You can estimate how those modes perform with other Iris settings by interpolating from the more complete numbers provided in Movie 2 mode above.
For your consideration, here are three images that demonstrate the overall brightness differences between the 3 Iris modes. All three are shot with the same exposure, so the Medium and High Contrast ones look very dark, compared to High Brightness.
As you can see, a huge difference in brightness exists between the three iris modes!
XV-Z3000 Lamp Life and Replacement
Sharp is a little vague here, stating that the lamp is rated up to 3000 hours, in eco mode, but no rating for full power. We'll assume full power to be 2000 hours, as most projectors with 3000 hour eco modes, are rated 2000 hours in full.
To replace the lamp, the lamp cover is located underneath, very near the mounting screws for a ceiling mount. While, with the right mount it is conceivable that one could be able to replace the lamp without unmounting the projector, but I wouldn't count on it.
XV-Z3000 Projector Screen Recommendations
The XV-Z3000 doesn't need a high contrast gray screen. I found it looked great on my 1.4 gain (measured 1.3) Carada Brilliant White fixed screen. Other than specific room requirements, and larger screens. , I would suggest anywhere from a 1.0 to 1.4 gain white surface. Higher gain, if you have a real side ambient light problem, in which case you'll probably be looking at a high contrast screen as well.
But the bottom line, is that from low cost screens like the motorized Elite Cinetension (white surface) (I've been reviewing it at the same time, or the Carada, as well as similar projector screens from Da-lite, and others. For the slightly richer crowd, consider the Stewart Studiotek 130, with 1.3 gain, and perhaps the best rep in the screen industry.
As a side note, I was also pleased with the performance of the XV-Z3000 on my Firehawk 128" in Movie 2, with the Iris set to High Brightness.
XV-Z3000 Measurements and Calibration
Movie 1 and Movie 2 default to color temperature settings of 6500K, while the other modes default to 7500. In most cases, I found the measurements to be slightly higher than those numbers. Here goes:
For Movie 2, Iris in High Contrast mode, here are the color temp measurements:
I played with settings and ended up with Red set to +3, which brought down the color temperature slightly, but I can't say that the results were any more pleasing. Switching the Iris to High Brightness insignificantly affected color temperature:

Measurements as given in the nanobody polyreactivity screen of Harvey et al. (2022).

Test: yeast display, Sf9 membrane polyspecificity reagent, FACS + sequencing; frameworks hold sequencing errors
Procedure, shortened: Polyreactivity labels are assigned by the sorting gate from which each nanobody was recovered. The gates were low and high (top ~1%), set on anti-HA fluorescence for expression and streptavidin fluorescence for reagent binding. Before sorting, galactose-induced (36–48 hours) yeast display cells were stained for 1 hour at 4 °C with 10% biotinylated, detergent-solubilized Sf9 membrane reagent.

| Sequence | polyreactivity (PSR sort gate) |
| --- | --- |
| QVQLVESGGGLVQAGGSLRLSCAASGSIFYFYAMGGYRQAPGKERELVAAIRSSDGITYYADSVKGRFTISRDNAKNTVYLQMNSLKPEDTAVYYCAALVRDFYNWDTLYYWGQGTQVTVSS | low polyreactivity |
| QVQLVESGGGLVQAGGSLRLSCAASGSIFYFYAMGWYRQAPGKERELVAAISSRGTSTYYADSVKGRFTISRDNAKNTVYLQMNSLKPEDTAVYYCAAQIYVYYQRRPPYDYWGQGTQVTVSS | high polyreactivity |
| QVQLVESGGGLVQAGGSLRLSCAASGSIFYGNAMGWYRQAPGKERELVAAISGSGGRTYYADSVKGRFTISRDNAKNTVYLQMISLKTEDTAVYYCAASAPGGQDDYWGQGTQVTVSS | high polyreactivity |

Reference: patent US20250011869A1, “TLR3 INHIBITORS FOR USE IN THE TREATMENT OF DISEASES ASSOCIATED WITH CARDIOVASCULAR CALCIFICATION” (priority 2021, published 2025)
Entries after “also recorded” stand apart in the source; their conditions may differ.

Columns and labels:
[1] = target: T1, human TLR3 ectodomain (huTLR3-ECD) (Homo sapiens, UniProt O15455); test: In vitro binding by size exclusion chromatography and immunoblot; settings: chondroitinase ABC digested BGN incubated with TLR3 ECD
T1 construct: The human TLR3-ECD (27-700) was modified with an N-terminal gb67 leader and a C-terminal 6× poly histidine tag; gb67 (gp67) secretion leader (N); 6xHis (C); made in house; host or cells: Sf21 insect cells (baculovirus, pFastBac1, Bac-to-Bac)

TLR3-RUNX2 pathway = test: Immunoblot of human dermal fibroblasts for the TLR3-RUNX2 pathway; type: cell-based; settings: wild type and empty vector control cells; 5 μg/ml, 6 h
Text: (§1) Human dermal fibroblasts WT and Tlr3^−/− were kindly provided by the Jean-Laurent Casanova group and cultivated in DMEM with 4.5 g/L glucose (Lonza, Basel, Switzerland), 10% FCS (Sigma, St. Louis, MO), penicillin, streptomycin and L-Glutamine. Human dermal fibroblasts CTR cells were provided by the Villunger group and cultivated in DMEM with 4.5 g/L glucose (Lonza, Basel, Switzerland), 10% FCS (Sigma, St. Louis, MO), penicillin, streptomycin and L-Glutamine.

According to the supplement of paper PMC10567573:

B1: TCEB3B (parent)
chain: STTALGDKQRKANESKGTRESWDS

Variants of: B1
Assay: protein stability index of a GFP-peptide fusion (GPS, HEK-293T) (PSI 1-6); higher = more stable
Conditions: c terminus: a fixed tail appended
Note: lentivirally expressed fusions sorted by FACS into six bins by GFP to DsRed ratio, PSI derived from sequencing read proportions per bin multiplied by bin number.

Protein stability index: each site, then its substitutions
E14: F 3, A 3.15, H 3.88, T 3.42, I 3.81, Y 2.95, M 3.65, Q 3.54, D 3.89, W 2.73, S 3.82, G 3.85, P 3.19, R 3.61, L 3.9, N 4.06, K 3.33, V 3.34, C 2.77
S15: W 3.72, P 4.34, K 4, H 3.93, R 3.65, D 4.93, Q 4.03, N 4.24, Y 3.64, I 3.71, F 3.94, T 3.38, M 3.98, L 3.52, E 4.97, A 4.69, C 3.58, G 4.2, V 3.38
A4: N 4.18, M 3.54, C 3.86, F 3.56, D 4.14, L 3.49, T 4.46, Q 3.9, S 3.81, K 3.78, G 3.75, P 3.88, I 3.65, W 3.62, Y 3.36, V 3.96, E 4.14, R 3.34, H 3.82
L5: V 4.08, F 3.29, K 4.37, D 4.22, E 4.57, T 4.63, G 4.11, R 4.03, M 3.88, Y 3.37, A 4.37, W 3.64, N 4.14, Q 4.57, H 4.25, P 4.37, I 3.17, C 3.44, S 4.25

Most of the difference is probably attributable to the variation with my light meter.
Movie 1, which seems to have a different inherent gamma, provided similar, but even better color temperature readings, in fact about as good as one could hope for.
Dynamic which like Standard, should be targeting between 7500K and 8000K measured 7949K at 100IRE, while Standard was 7543K, and Natural, 7445. I did not do measurements of the lower IREs (80, 50, 30...).
Generally greens were very well behaved on all of the brighter modes, varying from just about dead on, to just a tiny bit too much, never enough to create a problem with flesh tones.
It's always nice to find a projector that looks this good, out of the box!
XV-Z3000 Image Noise
I ran the HQV suite on the Z3000, and it performed very well, overall. Jaggies were a non-issue, with the Sharp projector easily passing the flag and other jaggie tests. There were some minor issues on some of the cadences, again, though no problem. On motion artifiacts, the projector quickly adapted to the tricky panning of stadium seats. In the still comparison images there was "the usual" amount of noise typical of DLP projectors, and if anything, it was on the low side (remember their Dynamic Noise Filter was on setting 1. I did not test with it off.
OK, time for you to spend a quick minute on warranty, then off to the summary, and pros and cons listings.